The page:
Francis Albert "Frank" Costin (8 June 1920 – 5 February 1995) was an automotive engineer who advanced monocoque chassis design and was instrumental in adapting aircraft aerodynamic knowledge for automobile use.
Costin was an engineer with the de Havilland Aircraft Company when, in 1954, his brother Mike, a former de Havilland engineer then working for Lotus Engineering Ltd., asked him to design an aerodynamic body for a new racing car. Intrigued by the idea of applying aerodynamics to racing cars, Costin designed the body for the Lotus Mark VIII Unlike his brother, Costin was never an Lotus employee; his work there was either as a paid consultant or as a volunteer.
In 1956, when Chapman was commissioned by Tony Vandervell to design a Grand Prix racing car to challenge Maserati and Ferrari dominance of the formula, Chapman recommended Costin to Vandervell as the body designer. Costin designed the body for the Vanwall that won the first Grand Prix Constructors' Championship.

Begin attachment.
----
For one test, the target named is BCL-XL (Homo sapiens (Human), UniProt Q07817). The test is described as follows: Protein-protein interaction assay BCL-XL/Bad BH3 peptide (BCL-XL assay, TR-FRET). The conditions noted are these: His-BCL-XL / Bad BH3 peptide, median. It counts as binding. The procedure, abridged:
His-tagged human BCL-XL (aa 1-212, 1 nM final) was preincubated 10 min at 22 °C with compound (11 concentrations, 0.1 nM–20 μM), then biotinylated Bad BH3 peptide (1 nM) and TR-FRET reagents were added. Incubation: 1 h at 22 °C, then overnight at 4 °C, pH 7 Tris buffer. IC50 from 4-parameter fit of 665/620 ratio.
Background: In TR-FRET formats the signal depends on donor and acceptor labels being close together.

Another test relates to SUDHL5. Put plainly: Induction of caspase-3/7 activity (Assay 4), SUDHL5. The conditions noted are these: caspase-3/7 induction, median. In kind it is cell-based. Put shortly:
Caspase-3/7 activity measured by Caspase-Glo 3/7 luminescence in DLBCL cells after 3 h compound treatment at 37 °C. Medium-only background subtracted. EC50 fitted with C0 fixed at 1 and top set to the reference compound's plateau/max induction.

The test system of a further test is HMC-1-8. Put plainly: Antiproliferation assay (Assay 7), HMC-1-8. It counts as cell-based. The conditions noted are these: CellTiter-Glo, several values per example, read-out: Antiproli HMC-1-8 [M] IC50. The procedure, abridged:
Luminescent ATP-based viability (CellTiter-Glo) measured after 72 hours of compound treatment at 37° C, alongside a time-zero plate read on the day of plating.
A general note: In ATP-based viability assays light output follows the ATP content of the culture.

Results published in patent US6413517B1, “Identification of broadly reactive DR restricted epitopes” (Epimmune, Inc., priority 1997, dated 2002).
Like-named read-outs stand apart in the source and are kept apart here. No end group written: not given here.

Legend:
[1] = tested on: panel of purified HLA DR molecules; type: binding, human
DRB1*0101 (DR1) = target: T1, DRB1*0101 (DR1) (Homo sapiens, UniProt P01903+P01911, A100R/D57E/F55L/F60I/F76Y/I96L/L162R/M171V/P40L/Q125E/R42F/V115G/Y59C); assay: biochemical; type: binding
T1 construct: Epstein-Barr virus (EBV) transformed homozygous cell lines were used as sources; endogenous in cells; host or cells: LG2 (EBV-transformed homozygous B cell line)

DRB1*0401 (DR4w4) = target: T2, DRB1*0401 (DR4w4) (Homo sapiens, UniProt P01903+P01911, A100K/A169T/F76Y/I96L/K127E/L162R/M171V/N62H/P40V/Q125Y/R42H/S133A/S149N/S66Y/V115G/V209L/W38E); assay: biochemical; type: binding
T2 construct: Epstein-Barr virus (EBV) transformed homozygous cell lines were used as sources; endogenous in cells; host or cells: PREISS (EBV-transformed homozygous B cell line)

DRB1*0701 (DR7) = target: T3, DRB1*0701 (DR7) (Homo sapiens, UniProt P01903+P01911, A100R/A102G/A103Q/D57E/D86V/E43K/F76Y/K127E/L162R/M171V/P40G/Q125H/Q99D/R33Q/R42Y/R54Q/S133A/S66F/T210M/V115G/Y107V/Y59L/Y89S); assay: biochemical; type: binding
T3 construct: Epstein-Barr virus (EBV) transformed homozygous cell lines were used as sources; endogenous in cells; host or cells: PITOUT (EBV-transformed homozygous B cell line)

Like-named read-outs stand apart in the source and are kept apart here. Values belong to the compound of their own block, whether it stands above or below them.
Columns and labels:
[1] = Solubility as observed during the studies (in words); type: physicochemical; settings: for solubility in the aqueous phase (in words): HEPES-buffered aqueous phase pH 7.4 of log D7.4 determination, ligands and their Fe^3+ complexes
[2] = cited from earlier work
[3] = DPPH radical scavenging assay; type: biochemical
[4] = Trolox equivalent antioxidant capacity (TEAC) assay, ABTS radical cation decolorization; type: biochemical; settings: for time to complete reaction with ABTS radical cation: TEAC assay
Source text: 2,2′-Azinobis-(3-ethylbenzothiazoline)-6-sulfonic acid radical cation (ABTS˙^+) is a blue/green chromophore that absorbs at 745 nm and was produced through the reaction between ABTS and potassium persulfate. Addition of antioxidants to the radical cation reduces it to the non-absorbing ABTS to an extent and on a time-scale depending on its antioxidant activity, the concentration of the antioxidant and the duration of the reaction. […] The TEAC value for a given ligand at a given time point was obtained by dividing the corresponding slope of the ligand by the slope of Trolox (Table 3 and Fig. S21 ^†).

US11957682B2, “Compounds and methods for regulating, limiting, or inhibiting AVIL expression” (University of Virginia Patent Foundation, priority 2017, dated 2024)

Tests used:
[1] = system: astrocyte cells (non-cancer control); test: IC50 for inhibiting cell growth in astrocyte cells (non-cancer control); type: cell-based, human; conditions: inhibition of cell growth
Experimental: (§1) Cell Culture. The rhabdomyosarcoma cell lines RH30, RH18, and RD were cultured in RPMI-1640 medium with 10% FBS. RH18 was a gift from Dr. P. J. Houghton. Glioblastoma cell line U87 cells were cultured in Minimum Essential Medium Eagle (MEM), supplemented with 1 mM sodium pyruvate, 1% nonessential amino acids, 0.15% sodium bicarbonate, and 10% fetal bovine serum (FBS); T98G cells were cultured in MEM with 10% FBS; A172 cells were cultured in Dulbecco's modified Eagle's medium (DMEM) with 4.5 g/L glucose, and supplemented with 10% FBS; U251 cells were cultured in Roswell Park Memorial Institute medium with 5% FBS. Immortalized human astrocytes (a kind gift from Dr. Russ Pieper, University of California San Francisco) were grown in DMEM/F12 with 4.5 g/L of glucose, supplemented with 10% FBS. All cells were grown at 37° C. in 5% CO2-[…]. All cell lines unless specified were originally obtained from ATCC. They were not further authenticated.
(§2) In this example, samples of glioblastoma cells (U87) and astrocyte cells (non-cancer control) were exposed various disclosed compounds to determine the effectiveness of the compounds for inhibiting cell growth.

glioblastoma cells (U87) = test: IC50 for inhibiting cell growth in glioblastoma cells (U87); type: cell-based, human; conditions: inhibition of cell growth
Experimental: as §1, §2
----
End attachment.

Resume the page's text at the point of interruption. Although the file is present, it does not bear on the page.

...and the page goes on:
Later, Costin used his aeronautical knowledge to design and build a chassis from plywood. This led to a lightweight, stiff structure, which he could then clothe with an efficient, aerodynamic body, a huge advantage in low-capacity sports car racing of the immediate postwar period. He was also involved in a number of road car projects for various manufacturers including Lister and Lotus, where he contributed to the early aerodynamic designs; Marcos, which he co-founded with Jem Marsh (MARsh and COStin); and racecar chassis for Maserati, Lotus, and DTV. He also designed the Costin Amigo, the TMC Costin, and the Costin Sports Roadster. He also created an ultra-light glider with Keith Duckworth, an old friend and his brother's business partner.
In his youth, Costin had been an Olympic-standard swimmer, while in his later years he composed music.